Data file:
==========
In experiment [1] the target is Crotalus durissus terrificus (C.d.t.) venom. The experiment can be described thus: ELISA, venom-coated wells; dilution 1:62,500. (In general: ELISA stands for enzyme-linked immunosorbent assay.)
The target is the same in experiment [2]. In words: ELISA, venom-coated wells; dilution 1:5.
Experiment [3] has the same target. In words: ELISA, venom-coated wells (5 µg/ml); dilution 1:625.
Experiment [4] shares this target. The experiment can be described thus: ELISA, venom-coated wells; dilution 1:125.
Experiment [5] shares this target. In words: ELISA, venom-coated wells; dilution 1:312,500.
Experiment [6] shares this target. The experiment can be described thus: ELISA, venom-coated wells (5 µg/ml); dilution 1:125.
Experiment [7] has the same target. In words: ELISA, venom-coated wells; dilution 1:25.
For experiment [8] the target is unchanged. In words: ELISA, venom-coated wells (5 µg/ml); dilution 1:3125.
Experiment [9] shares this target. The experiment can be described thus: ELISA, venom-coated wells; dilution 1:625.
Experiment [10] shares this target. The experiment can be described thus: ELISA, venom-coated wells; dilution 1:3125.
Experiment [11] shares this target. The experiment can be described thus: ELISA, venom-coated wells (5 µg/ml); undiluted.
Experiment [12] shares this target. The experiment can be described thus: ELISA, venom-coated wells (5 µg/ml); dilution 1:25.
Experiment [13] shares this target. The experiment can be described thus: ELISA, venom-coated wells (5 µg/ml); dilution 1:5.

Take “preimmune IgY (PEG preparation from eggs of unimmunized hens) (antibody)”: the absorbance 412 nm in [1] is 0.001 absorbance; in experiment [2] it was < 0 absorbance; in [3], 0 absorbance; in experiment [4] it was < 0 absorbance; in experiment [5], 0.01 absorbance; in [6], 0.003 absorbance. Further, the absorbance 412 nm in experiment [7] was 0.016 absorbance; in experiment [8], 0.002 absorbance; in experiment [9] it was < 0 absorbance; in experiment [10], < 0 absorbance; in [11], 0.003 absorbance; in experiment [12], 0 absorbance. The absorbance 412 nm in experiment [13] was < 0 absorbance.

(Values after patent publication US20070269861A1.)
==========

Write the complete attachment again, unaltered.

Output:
In experiment [1] the target is Crotalus durissus terrificus (C.d.t.) venom. The experiment can be described thus: ELISA, venom-coated wells; dilution 1:62,500. (In general: ELISA stands for enzyme-linked immunosorbent assay.)
The target is the same in experiment [2]. In words: ELISA, venom-coated wells; dilution 1:5.
Experiment [3] has the same target. In words: ELISA, venom-coated wells (5 µg/ml); dilution 1:625.
Experiment [4] shares this target. The experiment can be described thus: ELISA, venom-coated wells; dilution 1:125.
Experiment [5] shares this target. In words: ELISA, venom-coated wells; dilution 1:312,500.
Experiment [6] shares this target. The experiment can be described thus: ELISA, venom-coated wells (5 µg/ml); dilution 1:125.
Experiment [7] has the same target. In words: ELISA, venom-coated wells; dilution 1:25.
For experiment [8] the target is unchanged. In words: ELISA, venom-coated wells (5 µg/ml); dilution 1:3125.
Experiment [9] shares this target. The experiment can be described thus: ELISA, venom-coated wells; dilution 1:625.
Experiment [10] shares this target. The experiment can be described thus: ELISA, venom-coated wells; dilution 1:3125.
Experiment [11] shares this target. The experiment can be described thus: ELISA, venom-coated wells (5 µg/ml); undiluted.
Experiment [12] shares this target. The experiment can be described thus: ELISA, venom-coated wells (5 µg/ml); dilution 1:25.
Experiment [13] shares this target. The experiment can be described thus: ELISA, venom-coated wells (5 µg/ml); dilution 1:5.

Take “preimmune IgY (PEG preparation from eggs of unimmunized hens) (antibody)”: the absorbance 412 nm in [1] is 0.001 absorbance; in experiment [2] it was < 0 absorbance; in [3], 0 absorbance; in experiment [4] it was < 0 absorbance; in experiment [5], 0.01 absorbance; in [6], 0.003 absorbance. Further, the absorbance 412 nm in experiment [7] was 0.016 absorbance; in experiment [8], 0.002 absorbance; in experiment [9] it was < 0 absorbance; in experiment [10], < 0 absorbance; in [11], 0.003 absorbance; in experiment [12], 0 absorbance. The absorbance 412 nm in experiment [13] was < 0 absorbance.

(Values after patent publication US20070269861A1.)